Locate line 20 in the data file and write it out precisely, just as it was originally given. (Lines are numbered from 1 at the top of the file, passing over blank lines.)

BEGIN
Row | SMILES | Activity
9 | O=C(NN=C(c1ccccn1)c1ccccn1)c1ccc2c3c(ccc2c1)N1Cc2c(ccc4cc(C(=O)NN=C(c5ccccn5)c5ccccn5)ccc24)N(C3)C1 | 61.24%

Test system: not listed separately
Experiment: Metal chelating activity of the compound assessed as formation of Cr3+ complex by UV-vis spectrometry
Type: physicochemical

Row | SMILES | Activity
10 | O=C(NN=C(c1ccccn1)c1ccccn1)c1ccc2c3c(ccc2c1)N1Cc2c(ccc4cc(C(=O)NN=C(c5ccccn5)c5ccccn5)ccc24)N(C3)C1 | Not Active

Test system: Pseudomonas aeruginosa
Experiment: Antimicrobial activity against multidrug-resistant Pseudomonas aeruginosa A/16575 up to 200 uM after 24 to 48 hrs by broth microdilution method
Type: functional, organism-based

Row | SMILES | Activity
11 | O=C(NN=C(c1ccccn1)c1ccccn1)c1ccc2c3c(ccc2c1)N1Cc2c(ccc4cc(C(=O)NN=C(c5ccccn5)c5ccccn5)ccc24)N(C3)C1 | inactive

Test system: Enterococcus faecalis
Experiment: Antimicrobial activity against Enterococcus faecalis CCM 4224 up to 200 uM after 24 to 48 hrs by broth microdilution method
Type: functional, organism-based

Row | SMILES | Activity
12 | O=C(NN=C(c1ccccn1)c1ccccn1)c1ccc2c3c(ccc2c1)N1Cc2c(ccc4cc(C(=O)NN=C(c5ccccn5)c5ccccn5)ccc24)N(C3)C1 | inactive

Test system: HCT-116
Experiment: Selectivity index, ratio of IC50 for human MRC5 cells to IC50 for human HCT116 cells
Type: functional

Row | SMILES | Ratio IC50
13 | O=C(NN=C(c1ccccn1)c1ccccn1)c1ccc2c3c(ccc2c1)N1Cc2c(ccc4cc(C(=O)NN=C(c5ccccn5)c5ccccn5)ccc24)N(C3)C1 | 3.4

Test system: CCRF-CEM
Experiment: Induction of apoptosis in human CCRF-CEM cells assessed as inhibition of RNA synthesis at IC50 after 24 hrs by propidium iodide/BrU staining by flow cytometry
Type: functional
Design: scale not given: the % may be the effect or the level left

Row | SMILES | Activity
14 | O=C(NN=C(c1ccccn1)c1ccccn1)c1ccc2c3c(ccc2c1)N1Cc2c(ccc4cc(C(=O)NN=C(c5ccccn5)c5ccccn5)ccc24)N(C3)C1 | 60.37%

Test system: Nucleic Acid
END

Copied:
Type: functional